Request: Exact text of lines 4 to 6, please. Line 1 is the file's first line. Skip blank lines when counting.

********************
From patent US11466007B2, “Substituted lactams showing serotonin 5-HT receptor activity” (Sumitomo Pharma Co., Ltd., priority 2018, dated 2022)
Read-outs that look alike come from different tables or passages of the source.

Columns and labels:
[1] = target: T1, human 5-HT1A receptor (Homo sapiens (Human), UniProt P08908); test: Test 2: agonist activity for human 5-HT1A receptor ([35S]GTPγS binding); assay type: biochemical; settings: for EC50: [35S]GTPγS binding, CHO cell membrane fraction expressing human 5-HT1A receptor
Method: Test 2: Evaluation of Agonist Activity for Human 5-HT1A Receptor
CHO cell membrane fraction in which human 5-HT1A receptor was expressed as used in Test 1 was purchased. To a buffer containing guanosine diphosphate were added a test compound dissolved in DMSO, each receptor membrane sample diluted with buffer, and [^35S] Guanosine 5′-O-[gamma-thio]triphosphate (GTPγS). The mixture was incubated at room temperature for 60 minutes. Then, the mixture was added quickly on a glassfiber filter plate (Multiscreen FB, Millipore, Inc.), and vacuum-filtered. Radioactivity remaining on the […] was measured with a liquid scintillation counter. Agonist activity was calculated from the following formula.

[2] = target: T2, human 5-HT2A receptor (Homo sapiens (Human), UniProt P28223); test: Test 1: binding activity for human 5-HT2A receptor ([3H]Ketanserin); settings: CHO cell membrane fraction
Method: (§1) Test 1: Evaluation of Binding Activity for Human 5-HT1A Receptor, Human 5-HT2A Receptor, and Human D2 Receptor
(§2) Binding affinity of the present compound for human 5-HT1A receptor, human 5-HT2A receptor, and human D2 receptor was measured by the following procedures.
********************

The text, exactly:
[1] = target: T1, human 5-HT1A receptor (Homo sapiens (Human), UniProt P08908); test: Test 2: agonist activity for human 5-HT1A receptor ([35S]GTPγS binding); assay type: biochemical; settings: for EC50: [35S]GTPγS binding, CHO cell membrane fraction expressing human 5-HT1A receptor
Method: Test 2: Evaluation of Agonist Activity for Human 5-HT1A Receptor
CHO cell membrane fraction in which human 5-HT1A receptor was expressed as used in Test 1 was purchased. To a buffer containing guanosine diphosphate were added a test compound dissolved in DMSO, each receptor membrane sample diluted with buffer, and [^35S] Guanosine 5′-O-[gamma-thio]triphosphate (GTPγS). The mixture was incubated at room temperature for 60 minutes. Then, the mixture was added quickly on a glassfiber filter plate (Multiscreen FB, Millipore, Inc.), and vacuum-filtered. Radioactivity remaining on the […] was measured with a liquid scintillation counter. Agonist activity was calculated from the following formula.